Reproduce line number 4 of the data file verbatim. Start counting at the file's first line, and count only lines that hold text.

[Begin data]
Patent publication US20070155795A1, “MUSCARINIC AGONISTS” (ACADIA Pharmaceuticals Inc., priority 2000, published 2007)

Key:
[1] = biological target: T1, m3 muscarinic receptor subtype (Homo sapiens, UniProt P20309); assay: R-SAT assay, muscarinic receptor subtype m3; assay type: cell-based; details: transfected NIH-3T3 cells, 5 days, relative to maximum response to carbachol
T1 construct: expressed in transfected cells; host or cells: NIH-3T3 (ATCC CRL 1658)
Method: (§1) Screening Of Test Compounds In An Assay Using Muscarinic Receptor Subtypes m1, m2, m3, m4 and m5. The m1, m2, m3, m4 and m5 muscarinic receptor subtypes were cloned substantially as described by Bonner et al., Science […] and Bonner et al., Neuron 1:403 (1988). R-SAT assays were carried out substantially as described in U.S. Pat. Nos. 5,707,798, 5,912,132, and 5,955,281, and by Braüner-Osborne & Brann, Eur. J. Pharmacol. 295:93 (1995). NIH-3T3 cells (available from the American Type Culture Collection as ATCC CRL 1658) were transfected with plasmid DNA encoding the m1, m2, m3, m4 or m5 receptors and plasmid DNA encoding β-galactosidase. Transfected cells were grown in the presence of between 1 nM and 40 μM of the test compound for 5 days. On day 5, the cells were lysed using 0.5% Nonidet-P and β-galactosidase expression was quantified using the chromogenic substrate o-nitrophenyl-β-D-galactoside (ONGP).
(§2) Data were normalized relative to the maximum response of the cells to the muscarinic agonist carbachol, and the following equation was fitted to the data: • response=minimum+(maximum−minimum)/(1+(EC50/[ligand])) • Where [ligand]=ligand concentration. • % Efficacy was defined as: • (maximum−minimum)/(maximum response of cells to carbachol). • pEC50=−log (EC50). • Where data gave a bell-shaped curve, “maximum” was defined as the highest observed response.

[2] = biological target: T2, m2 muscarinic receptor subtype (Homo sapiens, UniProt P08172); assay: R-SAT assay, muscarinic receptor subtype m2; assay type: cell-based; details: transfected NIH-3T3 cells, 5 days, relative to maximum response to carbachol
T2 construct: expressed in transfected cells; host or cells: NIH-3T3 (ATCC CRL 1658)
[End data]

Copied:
T1 construct: expressed in transfected cells; host or cells: NIH-3T3 (ATCC CRL 1658)